MONITORING THE RIVER GARRY
Proving the restoration of flow to the River Garry helps salmon.
Since the “restored” flow on the Garry is still not the full natural flow, it needs to be demonstrated that it is sufficient to allow a healthy self-sustaining salmon population to be established. In particular, the Board is keen to establish how well salmon ascend waterfalls on the river under this flow regime.
The main aim of the monitoring work is therefore to establish how quickly natural salmon production recovers. However, as the Board is also stocking the Garry, this complicates the monitoring. Naturally bred fish must be differentiated from naturally bred fish. (The Board is currently stocking the Garry to ensure there is a run of salmon so that the falls can be tested.)
Since autumn 2017, tissue samples have been taken from all adult broodfish used to stock the Garry. DNA is extracted from these tissues by the University of the Highlands and Islands and genotyped, meaning the progeny of these fish can be identified. In the autumns of both 2018 and 2019, tissue samples were taken from ca. 700 juvenile salmon sampled along the length of the Garry and these are also being genotyped. This will allow stocked fish to be differentiated from wild fish. It will also show how many “families” of wild fish have spawned. This work is funded by SSE.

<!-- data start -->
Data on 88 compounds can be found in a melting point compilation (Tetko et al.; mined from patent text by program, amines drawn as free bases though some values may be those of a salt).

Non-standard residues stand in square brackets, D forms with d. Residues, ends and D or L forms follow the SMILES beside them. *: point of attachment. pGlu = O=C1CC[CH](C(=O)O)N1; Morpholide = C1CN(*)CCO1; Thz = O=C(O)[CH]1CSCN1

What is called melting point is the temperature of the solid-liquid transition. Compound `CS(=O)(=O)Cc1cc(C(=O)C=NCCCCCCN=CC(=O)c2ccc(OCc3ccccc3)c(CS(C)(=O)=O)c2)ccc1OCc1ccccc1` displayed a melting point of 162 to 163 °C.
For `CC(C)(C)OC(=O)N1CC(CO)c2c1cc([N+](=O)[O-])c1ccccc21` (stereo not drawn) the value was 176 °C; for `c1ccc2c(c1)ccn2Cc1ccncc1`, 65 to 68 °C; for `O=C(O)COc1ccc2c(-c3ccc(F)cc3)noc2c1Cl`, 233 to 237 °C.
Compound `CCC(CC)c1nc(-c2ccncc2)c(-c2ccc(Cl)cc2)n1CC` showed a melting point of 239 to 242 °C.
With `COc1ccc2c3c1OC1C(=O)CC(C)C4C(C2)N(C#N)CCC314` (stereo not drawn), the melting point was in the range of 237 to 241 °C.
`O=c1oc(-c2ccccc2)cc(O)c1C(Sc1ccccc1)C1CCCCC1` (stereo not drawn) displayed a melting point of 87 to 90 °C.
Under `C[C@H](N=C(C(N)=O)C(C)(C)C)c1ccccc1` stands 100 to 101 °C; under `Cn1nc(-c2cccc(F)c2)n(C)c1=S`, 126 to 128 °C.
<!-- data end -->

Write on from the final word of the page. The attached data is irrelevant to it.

The information gained above, will also inform standard annual quantitative electrofishing which is undertaken at a number of fixed sites. The numbers of emigrating smolts are estimated using a rotary screw trap at Struan.
Therefore, over the next few years a comprehensive picture should be established of how well a Garry salmon population recovers while at the same time continuing to be supported by the hatchery.